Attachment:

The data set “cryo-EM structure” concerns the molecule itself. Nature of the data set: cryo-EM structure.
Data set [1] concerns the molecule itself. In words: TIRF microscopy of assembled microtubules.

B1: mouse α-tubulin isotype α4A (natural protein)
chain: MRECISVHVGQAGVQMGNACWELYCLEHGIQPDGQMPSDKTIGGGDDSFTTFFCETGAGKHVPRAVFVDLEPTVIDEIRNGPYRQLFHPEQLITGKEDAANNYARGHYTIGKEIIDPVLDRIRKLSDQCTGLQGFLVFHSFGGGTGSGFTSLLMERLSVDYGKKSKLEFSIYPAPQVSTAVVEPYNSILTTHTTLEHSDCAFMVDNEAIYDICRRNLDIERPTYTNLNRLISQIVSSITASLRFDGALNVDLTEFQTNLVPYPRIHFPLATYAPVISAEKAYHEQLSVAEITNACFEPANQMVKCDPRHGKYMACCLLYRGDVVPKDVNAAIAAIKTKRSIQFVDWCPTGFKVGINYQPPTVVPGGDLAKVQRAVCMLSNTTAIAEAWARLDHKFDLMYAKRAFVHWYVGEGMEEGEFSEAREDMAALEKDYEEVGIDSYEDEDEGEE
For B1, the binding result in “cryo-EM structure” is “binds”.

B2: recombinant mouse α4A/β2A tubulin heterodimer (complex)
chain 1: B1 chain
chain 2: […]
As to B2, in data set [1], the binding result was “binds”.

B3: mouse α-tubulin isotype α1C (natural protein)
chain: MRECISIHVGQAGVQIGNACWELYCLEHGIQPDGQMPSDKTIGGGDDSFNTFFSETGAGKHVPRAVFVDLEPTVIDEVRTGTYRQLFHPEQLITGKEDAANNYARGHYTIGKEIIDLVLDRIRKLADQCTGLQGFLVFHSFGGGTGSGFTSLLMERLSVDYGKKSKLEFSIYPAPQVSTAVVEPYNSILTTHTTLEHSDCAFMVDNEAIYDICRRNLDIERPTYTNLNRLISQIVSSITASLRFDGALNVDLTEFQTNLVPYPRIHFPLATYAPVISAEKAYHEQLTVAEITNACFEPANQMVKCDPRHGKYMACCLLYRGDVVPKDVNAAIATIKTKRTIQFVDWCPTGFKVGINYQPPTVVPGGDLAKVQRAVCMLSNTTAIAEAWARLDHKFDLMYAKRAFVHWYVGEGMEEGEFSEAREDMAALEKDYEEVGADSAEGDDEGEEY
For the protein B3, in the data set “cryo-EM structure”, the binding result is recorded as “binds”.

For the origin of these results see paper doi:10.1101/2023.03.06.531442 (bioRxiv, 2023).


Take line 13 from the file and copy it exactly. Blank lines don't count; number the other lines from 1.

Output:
For the origin of these results see paper doi:10.1101/2023.03.06.531442 (bioRxiv, 2023).